23 October 2019

Should we work hard, or work smart?

Did you know that you’ve been wasting up to three weeks of your life due to your slow typing skills? There are plenty of helpful articles that will give you seemingly endless tips about how to maximize your output--how to work smart, not hard. Following these hacks helps you you to be more productive without spending more time; working smart to save you from being, well, stupid.

So why is hard work stupid? How can that be? We’re taught from a young age that hard work is respected, that it's noble. Many workplaces reward those they believe are hard workers. Why then, would hard work be under fire?

Why hard work looks stupid

Where “hard work” gets a bad rap is when it’s confused with lots of work. See, hard work can’t be measured in hours alone. This a trap many people fall into, where having more on your to-do list equates to importance, and more time spent on a task deserves the most reward. Sweat and sacrifice can't be the only goal.

It’s true that many tasks require long hours, but the way to measure the value of that task isn’t in counting the hours spent producing it. (Of course, there are exceptions where time is the important output, notably many Guinness World Record title holders.) This misconception that spending a lot of time on often superficial tasks is the same as hard work has come to damage the reputation of this term.

Hard work shouldn’t be a taboo term. Working hard should mean working with passion, caring about the quality and effectiveness of what you do. It can mean doing challenging work, or any work that requires real effort and care. And it can (and should) mean working smartly at the same time. In fact, if you do have a passion for what you are doing, you’ll most likely find ways to optimize that work to get the most out of it.

How can you smarten up your work?

The main challenge in working smart when you’re already working hard, is that routines and isolated execution can keep you from seeing “smart” opportunities. When teams and individuals don’t change or interact with other professionals, they can fall victim to “groupthink”. This is when groups tend to agree in order to maintain harmony within the group, or because over time they have influenced each other into having similar opinions. Static teams will almost always have blind spots when it comes to seeing where they can improve how they work.

What are remedies for clearing groupthink out of the way and gaining perspective into how to work smarter within your team? There are multiple paths to the same solution: fresh perspective. Hiring experienced new people on a team is a great way to get new perspective, however it probably isn’t possible, efficient or cost-effective to do so regularly.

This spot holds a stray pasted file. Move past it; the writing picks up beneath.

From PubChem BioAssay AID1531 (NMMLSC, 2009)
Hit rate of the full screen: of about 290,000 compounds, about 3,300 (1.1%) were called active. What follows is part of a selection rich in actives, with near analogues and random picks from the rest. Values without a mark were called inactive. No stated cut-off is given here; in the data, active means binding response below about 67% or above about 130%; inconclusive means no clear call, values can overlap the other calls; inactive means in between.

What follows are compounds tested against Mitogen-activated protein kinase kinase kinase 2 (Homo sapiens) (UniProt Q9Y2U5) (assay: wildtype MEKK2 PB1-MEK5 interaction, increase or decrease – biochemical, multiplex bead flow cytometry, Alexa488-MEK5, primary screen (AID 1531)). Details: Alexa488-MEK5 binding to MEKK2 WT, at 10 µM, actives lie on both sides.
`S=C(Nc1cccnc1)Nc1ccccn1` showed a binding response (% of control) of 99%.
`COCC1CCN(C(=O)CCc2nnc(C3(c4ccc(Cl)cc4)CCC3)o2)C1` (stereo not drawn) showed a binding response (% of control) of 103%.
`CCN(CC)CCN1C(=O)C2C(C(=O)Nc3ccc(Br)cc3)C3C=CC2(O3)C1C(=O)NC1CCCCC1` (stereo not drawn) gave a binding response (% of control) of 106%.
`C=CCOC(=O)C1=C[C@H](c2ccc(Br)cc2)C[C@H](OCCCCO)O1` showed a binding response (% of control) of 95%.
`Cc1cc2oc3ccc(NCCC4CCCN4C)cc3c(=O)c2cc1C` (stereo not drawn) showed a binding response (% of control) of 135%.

Mixing departments or branches of business allow for sharing insight into “how we do it”, and learning from others’ experiences.

One word often heard echoing around meeting rooms is the term “agile”. Applying agile ideas to the way you work can offer benefits beyond faster delivery and response time. Most agile frameworks encourage cross-functional teams--bringing people with different specialties together for different projects as needed. Mixing departments or branches of business allows for sharing insight into “how we do it”, and learning from others’ experiences. In this way, how a team works is regularly reflected upon by all members of the team. Every time a new team is formed for a project, it is a great opportunity for them to learn how to work smarter.

Many leading companies get the benefit of experienced perspective by regularly working with external consultants. These experts join teams for specific projects for short periods of time, usually between 3 months and a year, and thanks to their time spent in different businesses and industries, they can immediately pick up on the practices and processes that could be improved. In this way, employees gain second-hand experience and can learn ways of working smarter without themselves leaving the company.

If smart work means being efficient and effective, and valuing the results of your effort, then working smart is arguably a form of working hard. What is worth considering is whether your hard work is achieving a worthwhile result, or if it is just the product of hours. Getting outside perspective is the best way to learn how to work smarter, so don’t be afraid to share your opinion with others when you see opportunities for improvement.

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